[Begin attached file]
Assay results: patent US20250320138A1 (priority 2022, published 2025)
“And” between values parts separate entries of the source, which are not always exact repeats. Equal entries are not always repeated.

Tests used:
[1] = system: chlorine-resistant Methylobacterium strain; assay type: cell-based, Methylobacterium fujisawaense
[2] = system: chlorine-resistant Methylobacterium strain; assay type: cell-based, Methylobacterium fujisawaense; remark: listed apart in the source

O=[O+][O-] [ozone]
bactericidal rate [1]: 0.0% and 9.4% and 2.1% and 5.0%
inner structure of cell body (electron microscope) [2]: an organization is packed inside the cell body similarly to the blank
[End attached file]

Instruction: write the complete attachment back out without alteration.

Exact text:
Assay results: patent US20250320138A1 (priority 2022, published 2025)
“And” between values parts separate entries of the source, which are not always exact repeats. Equal entries are not always repeated.

Tests used:
[1] = system: chlorine-resistant Methylobacterium strain; assay type: cell-based, Methylobacterium fujisawaense
[2] = system: chlorine-resistant Methylobacterium strain; assay type: cell-based, Methylobacterium fujisawaense; remark: listed apart in the source

O=[O+][O-] [ozone]
bactericidal rate [1]: 0.0% and 9.4% and 2.1% and 5.0%
inner structure of cell body (electron microscope) [2]: an organization is packed inside the cell body similarly to the blank